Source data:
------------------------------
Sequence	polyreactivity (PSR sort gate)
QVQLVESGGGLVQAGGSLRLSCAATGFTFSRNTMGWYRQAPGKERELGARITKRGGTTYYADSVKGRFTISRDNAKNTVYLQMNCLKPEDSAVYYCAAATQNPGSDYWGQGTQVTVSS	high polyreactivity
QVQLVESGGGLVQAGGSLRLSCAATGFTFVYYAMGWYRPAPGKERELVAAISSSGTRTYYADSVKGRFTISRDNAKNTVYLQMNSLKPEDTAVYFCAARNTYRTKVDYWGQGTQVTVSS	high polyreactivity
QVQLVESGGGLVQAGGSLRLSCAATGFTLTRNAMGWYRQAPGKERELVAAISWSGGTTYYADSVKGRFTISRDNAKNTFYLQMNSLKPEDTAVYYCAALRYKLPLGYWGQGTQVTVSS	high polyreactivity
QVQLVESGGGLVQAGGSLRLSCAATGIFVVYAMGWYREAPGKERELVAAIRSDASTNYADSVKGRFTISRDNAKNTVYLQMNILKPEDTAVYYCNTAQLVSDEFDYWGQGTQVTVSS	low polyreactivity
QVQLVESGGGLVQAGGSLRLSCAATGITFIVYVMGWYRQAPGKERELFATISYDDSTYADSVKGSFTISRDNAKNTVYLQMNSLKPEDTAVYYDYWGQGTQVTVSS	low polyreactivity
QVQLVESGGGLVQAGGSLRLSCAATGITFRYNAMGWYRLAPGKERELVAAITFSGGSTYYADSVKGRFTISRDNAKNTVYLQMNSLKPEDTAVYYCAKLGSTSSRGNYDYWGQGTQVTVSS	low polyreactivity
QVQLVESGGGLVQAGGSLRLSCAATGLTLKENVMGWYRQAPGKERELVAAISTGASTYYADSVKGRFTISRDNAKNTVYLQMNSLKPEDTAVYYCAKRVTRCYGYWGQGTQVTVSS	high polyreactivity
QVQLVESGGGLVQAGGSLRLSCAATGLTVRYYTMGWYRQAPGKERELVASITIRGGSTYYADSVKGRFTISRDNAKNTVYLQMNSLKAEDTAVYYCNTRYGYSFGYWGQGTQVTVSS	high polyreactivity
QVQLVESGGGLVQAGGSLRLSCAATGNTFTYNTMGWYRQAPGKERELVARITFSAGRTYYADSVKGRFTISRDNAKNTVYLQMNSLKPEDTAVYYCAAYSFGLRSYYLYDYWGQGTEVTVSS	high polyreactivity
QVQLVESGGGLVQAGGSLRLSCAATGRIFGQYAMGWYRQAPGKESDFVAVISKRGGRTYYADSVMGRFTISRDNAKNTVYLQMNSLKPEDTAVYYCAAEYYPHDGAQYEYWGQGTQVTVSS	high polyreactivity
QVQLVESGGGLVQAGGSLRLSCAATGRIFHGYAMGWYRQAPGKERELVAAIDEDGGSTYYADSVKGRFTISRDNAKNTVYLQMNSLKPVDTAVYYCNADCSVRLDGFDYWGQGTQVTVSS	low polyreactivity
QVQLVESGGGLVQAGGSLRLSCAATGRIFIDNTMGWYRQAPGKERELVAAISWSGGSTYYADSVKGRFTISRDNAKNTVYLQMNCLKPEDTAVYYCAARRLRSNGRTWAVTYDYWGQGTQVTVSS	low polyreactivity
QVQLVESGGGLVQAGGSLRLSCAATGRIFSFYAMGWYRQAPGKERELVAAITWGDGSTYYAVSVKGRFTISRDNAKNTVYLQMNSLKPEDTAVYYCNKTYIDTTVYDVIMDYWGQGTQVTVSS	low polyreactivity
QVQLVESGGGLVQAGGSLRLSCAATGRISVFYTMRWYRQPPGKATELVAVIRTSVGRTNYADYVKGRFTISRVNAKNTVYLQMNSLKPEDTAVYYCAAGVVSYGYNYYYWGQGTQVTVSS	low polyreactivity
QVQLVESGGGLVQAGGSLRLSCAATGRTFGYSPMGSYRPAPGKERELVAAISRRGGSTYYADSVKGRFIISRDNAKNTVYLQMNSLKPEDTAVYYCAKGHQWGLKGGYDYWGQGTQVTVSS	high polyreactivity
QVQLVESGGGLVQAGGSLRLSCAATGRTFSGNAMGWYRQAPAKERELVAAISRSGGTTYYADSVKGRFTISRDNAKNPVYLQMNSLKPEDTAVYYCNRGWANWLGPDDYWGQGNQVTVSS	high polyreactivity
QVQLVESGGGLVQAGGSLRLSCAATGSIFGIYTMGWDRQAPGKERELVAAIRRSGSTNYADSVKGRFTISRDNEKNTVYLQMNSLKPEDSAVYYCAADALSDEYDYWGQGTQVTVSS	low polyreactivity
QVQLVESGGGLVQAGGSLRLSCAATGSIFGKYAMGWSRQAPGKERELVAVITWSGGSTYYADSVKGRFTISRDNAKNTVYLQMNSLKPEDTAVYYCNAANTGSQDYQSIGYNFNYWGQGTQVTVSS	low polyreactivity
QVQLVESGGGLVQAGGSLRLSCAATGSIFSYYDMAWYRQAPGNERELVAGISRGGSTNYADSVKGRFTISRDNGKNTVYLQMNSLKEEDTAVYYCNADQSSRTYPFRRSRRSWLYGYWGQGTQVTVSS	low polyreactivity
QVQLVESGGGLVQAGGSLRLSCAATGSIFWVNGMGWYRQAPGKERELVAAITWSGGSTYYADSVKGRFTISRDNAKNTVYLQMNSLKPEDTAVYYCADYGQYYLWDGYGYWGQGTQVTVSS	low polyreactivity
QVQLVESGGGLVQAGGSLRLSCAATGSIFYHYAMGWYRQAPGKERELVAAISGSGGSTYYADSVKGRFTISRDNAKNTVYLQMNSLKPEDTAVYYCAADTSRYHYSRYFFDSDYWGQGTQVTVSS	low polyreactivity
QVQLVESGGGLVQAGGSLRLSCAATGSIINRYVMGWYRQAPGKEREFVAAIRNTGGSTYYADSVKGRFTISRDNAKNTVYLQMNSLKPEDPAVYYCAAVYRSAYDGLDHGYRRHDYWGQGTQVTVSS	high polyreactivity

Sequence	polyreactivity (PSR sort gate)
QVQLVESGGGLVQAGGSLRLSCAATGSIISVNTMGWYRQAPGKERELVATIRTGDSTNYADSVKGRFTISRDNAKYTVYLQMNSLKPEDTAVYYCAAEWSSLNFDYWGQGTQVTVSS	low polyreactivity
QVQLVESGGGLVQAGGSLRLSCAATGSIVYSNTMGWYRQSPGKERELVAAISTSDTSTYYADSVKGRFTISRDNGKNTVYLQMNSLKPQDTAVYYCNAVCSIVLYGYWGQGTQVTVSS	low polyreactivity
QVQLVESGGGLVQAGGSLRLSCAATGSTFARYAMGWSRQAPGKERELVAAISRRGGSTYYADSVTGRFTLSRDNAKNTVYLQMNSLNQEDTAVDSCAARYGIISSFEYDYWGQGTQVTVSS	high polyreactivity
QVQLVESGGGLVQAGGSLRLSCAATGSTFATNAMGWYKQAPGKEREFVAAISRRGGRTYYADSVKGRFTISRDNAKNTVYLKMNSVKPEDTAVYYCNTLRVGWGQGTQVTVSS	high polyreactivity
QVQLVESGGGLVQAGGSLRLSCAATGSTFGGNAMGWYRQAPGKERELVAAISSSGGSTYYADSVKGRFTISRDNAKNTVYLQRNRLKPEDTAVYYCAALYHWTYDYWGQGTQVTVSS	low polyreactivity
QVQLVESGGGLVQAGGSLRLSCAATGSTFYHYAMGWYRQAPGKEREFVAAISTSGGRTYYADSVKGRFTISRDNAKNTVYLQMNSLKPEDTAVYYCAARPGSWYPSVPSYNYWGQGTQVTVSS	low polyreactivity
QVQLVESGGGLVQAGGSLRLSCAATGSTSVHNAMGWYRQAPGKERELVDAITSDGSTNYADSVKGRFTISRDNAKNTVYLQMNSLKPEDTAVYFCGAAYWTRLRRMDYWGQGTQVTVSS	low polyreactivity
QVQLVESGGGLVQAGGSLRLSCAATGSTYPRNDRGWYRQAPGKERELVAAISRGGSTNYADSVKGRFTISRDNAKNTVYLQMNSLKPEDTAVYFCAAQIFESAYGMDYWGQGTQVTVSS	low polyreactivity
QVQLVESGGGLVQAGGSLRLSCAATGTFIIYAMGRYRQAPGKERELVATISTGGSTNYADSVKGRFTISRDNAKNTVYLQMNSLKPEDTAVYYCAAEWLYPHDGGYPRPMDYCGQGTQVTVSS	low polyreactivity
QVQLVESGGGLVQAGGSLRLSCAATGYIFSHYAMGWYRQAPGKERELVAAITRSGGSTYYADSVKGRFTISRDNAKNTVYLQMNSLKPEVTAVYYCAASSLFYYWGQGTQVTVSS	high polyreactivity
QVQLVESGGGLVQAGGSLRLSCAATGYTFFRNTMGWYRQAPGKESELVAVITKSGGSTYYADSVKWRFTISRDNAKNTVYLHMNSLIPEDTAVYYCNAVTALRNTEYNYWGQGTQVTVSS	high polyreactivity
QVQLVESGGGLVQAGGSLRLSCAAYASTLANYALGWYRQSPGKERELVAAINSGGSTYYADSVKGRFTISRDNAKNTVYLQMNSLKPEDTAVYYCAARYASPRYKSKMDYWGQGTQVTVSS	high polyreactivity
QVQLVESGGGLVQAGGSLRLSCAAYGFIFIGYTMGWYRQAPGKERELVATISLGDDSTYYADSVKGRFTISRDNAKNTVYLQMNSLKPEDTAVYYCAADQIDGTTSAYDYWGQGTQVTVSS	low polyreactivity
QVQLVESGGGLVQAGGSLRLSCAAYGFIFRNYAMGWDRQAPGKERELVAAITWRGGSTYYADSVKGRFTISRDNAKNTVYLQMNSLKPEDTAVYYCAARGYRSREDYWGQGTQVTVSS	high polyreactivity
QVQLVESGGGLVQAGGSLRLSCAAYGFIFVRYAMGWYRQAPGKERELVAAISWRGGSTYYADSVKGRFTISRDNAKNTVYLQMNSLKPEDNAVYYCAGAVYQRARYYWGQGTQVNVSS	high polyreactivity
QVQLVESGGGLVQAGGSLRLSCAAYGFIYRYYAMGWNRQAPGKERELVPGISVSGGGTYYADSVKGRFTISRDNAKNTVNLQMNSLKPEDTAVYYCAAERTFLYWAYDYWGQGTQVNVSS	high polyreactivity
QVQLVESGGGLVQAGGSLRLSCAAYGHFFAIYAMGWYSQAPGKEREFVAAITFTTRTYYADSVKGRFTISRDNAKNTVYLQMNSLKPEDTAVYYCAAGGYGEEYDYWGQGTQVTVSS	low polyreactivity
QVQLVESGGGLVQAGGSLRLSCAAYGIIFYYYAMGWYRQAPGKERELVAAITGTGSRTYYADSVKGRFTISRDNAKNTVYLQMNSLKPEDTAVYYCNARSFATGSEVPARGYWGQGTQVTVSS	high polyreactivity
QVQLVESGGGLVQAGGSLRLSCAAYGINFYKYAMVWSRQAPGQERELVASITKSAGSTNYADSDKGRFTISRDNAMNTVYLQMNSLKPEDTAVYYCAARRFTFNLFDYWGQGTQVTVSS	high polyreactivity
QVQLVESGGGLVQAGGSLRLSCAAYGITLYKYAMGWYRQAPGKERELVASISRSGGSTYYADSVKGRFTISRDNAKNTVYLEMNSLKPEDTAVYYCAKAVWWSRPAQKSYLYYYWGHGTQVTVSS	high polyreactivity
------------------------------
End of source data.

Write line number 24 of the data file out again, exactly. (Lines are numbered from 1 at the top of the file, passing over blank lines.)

Sequence	polyreactivity (PSR sort gate)